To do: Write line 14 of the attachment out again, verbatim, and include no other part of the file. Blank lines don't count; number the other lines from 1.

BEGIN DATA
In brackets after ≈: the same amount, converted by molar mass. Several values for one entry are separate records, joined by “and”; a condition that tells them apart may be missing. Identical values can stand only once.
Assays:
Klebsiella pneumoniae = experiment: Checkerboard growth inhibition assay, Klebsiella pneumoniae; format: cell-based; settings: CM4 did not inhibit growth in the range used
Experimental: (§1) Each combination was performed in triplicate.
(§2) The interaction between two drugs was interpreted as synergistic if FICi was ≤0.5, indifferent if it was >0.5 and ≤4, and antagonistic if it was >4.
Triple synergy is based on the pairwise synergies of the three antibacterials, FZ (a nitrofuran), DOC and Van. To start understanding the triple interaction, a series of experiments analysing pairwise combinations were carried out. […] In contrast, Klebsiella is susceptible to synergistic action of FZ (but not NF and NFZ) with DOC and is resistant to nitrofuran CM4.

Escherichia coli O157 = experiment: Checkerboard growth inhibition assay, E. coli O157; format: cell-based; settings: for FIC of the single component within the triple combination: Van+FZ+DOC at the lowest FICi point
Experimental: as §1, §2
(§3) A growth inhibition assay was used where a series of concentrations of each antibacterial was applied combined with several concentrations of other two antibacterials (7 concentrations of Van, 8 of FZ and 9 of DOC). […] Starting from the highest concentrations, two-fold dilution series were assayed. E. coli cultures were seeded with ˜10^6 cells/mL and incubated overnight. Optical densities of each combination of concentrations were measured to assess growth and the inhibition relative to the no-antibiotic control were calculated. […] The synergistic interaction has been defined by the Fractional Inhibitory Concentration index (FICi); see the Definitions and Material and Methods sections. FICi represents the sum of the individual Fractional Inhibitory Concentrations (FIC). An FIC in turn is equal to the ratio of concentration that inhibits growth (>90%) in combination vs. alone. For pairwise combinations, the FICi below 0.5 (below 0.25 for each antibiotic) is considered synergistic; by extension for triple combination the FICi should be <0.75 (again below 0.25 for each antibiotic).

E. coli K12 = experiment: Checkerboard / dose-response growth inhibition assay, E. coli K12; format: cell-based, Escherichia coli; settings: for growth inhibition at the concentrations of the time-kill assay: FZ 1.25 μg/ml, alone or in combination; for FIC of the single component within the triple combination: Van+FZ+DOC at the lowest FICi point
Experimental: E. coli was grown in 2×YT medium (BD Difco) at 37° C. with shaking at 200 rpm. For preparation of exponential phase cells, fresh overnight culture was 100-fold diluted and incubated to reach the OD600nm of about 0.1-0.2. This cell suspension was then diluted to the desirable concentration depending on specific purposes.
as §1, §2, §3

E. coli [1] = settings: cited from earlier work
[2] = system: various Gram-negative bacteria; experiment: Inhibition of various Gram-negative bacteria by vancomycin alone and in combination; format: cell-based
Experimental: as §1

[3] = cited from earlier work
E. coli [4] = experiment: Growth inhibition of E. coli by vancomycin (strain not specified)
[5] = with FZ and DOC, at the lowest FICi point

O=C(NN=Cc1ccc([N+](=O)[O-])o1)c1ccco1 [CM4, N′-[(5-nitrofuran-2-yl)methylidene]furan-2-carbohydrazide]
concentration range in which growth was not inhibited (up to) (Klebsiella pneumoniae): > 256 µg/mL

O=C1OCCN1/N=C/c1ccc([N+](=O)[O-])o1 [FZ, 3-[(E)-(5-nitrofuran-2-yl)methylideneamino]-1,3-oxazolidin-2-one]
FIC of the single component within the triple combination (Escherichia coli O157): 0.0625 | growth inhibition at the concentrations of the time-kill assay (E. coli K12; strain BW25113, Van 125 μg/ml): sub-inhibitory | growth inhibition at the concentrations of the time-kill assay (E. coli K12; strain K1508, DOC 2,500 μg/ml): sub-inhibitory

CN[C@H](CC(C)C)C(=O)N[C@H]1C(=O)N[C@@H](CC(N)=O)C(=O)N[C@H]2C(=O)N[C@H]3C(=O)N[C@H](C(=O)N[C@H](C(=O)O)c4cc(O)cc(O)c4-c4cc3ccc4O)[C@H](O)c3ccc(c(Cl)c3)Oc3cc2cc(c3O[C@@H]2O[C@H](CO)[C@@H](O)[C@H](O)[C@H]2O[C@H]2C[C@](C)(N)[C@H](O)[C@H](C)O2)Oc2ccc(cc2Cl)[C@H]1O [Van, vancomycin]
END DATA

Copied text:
[2] = system: various Gram-negative bacteria; experiment: Inhibition of various Gram-negative bacteria by vancomycin alone and in combination; format: cell-based